INFILTRATION AND EXCESS: EXPERIMENTAL ART AS PUBLIC LIFE IN A LATE EAST GERMANY
It is well understood that artists in East Germany lived within a rigorously managed and aggressively surveilled state culture. Misunderstood are the ways that they actually manipulated that system to make it work for them. Without an adequate analysis of these artists as dissenters and witnesses, subjects and agents, we will continue to miscalculate the role culture played in the German Democratic Republic’s rapid decline. Infiltration and Excess rewrites the history of experimental art in a late GDR by analyzing photography, performance art, film, publications, and galleries as a form of public life. Interpreted through an interdisciplinary lens informed by the theories and methods of art history and visual culture studies, its examples reveal how artists engaged with the state to both exceed and expose its core disjunctions. In fact, this book argues that in their efforts to surpass the boundaries of creative practice prescribed by official cultural politics, artists not only rejected but effectively revealed the false consensus that underpinned the collective foundations on which the East German state depended.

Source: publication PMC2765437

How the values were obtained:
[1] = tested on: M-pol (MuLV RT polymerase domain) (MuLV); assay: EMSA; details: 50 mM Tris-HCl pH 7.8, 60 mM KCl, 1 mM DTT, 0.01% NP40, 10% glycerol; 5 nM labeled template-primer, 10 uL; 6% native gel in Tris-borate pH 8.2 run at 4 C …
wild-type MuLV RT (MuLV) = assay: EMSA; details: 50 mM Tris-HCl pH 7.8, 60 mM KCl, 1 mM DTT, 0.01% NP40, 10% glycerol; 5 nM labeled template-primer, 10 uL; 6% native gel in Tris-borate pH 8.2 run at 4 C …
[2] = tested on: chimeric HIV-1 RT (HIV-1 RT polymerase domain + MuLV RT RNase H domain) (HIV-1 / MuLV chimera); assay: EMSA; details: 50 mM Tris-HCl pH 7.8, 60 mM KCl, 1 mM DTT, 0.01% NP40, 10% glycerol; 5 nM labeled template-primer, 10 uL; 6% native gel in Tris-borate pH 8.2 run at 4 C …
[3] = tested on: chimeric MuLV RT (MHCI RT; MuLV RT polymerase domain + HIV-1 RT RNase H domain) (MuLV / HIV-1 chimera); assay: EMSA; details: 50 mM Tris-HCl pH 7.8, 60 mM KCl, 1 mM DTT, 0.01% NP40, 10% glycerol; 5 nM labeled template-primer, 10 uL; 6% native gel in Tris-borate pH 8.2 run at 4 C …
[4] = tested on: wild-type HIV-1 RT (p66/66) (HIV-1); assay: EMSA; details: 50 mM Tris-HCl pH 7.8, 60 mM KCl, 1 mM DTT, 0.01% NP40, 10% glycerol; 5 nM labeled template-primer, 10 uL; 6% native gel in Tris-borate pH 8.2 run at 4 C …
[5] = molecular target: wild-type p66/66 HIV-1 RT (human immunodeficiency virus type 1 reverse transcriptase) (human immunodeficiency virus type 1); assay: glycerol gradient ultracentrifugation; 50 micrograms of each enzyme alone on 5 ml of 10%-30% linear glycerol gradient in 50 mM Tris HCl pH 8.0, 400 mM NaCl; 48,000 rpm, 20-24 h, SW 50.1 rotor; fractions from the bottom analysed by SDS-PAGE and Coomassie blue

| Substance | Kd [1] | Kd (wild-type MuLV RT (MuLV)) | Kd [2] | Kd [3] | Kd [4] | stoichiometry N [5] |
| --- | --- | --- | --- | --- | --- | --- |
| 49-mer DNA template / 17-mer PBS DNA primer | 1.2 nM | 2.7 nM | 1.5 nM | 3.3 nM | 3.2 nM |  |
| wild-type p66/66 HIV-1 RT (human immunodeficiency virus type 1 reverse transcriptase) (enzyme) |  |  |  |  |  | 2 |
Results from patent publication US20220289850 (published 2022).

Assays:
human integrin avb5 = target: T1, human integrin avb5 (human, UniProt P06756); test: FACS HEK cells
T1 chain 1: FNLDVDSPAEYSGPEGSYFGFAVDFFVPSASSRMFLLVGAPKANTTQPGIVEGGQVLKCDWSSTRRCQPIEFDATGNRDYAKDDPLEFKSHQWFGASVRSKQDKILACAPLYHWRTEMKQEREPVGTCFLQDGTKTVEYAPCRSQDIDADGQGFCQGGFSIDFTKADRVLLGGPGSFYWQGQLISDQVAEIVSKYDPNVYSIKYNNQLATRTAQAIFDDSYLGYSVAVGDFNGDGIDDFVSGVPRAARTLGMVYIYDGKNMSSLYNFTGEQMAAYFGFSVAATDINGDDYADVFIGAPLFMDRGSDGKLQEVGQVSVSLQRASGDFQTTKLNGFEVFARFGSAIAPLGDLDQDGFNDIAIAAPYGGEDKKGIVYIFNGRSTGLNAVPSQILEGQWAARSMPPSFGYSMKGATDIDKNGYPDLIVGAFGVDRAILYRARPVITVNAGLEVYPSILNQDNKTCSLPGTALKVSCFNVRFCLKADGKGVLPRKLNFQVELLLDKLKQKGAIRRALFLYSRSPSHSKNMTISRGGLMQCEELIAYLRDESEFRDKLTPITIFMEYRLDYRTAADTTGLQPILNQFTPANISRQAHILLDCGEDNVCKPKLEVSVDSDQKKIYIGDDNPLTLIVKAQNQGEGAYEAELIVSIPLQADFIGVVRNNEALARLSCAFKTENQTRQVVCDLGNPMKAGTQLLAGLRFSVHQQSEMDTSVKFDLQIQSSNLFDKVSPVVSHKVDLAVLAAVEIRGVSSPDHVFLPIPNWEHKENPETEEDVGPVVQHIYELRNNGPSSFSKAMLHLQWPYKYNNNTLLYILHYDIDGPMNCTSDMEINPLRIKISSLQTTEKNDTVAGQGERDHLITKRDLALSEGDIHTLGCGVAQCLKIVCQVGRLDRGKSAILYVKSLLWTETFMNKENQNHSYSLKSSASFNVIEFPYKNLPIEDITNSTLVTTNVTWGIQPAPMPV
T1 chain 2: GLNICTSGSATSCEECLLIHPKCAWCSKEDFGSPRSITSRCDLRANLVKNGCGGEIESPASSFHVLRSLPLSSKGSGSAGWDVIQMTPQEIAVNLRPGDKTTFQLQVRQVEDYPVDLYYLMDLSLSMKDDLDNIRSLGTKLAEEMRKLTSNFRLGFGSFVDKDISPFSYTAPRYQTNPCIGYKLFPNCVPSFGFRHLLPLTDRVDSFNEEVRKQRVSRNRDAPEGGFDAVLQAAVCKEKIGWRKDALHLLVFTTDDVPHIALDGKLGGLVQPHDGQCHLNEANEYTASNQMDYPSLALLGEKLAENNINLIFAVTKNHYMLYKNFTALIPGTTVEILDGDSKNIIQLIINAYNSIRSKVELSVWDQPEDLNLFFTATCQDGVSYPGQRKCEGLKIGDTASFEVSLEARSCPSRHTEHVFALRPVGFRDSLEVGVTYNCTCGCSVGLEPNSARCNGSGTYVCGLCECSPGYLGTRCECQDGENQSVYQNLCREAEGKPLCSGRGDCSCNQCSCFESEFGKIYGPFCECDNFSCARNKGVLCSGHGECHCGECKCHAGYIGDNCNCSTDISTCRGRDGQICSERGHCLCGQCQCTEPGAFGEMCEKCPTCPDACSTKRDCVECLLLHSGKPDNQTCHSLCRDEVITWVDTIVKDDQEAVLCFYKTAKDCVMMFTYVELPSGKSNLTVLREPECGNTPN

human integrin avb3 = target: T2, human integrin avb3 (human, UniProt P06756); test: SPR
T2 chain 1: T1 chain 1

By the Cold War’s final decade, the East German government’s inability to produce a collective public significantly frayed its power. The work of experimental artists was not only an antidote for, but also a diagnosis of a weakening state: a foil and a mirror to official culture. The GDR’s experimental scene produced an alternative public—a counter-public—with commitments to culture, community, and interdisciplinarity that state socialism had sought, but failed to inspire. This irony, really an inversion of state socialist principle, lies at the heart of this book.